THE observations of Dr. N. McAlister Gregg in 1941,1 linking the occurrence of rubella in early pregnancy and the congenital defects resulting in the newborn, stimulated renewed interest in the disease and in measures which might lead to its control. It was not until 1962, however, that recovery of the virus was accomplished by Weller and Neva2 at the Harvard School of Public Health and by Parkman et al3 at the Walter Reed Army Institute of Research. Each group worked independently and used different techniques. At Harvard, the presence of rubella virus was recognized in human amnion cell cultures by the appearance of a subtle cytopathic effect (CPE). At Walter Reed, it was found that rubella virus infected African green monkey kidney (GMK) cells were resistant to the CPE induced by echovirus type 11. These findings were rapidly confirmed by other investigators.4-7 In this report these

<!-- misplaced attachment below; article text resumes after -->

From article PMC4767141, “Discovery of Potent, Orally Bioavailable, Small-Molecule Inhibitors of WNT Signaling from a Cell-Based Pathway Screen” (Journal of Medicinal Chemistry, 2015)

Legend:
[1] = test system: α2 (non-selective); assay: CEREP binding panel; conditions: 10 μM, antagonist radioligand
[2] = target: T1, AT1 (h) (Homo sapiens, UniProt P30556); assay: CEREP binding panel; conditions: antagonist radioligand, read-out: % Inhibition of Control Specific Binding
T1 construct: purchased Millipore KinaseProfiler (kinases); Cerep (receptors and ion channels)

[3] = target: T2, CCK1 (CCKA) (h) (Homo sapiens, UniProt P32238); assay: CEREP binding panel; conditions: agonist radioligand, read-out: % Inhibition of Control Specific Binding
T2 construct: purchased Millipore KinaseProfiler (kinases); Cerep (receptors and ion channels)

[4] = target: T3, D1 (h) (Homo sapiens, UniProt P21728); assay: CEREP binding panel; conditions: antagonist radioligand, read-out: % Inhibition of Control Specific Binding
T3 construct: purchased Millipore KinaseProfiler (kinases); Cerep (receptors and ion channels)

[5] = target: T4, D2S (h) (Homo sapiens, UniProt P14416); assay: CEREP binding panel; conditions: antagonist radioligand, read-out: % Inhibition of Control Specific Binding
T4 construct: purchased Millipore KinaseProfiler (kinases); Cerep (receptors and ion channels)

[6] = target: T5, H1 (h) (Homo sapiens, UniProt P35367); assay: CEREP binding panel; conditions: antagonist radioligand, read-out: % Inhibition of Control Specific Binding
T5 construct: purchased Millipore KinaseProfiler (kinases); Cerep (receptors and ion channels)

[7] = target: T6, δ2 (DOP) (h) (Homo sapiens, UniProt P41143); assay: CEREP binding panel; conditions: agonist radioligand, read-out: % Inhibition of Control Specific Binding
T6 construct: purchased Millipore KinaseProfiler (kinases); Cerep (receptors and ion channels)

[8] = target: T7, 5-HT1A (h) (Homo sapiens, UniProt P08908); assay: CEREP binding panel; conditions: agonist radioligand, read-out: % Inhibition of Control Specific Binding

Parkman PD, Hopps HE, Meyer HM. Rubella Virus: Isolation, Characterization, and Laboratory Diagnosis. Am J Dis Child. 1969;118(1):68–77. doi:10.1001/archpedi.1969.02100040070012
Coronavirus Resource Center
Customize your JAMA Network experience by selecting one or more topics from the list below.
Create a personal account or sign in to: